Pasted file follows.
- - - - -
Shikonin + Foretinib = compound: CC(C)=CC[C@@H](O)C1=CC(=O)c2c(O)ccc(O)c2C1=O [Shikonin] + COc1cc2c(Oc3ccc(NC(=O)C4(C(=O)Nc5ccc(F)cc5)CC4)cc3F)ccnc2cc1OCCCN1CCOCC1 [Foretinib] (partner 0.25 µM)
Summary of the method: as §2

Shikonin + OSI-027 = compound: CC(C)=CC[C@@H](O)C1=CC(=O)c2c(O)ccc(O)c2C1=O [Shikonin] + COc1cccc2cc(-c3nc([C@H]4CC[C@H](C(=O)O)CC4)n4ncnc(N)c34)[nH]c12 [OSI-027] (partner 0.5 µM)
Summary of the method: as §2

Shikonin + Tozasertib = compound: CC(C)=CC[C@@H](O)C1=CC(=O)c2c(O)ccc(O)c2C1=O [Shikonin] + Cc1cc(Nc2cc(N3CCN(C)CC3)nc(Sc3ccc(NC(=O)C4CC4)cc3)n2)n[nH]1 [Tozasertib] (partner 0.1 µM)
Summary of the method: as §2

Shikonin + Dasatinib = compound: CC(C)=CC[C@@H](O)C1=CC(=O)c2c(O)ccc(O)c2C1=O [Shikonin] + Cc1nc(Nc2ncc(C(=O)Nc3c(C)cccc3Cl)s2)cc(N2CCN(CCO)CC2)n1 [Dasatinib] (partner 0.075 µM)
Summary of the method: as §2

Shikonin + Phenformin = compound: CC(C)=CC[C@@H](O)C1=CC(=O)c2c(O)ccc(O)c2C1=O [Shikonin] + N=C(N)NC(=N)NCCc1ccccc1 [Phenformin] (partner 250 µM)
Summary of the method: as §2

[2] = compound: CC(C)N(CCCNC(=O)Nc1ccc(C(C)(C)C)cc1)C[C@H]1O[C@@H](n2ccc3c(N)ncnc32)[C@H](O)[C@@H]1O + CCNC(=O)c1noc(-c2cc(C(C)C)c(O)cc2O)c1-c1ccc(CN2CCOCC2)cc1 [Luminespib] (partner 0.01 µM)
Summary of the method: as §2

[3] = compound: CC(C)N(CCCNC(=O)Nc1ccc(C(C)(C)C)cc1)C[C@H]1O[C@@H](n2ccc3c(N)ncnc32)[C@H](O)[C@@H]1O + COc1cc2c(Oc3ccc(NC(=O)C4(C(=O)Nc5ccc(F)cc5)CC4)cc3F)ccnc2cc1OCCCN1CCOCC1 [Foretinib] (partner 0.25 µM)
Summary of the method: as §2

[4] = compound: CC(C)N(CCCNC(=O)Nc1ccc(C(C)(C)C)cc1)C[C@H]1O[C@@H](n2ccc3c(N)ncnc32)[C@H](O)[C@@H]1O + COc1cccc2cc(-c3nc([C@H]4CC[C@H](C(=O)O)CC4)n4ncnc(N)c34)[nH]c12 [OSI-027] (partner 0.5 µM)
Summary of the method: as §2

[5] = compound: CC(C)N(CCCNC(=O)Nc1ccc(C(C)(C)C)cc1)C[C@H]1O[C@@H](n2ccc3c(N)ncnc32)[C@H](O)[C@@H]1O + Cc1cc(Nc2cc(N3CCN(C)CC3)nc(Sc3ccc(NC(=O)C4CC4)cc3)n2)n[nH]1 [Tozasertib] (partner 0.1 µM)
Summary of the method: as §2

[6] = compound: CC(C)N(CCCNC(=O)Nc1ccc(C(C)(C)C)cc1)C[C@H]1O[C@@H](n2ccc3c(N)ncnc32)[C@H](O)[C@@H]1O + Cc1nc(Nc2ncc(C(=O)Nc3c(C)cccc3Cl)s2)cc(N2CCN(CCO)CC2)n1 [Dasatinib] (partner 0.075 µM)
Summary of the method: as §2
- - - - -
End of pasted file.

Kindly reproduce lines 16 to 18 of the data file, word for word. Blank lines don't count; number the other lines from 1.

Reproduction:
Summary of the method: as §2

[5] = compound: CC(C)N(CCCNC(=O)Nc1ccc(C(C)(C)C)cc1)C[C@H]1O[C@@H](n2ccc3c(N)ncnc32)[C@H](O)[C@@H]1O + Cc1cc(Nc2cc(N3CCN(C)CC3)nc(Sc3ccc(NC(=O)C4CC4)cc3)n2)n[nH]1 [Tozasertib] (partner 0.1 µM)
Summary of the method: as §2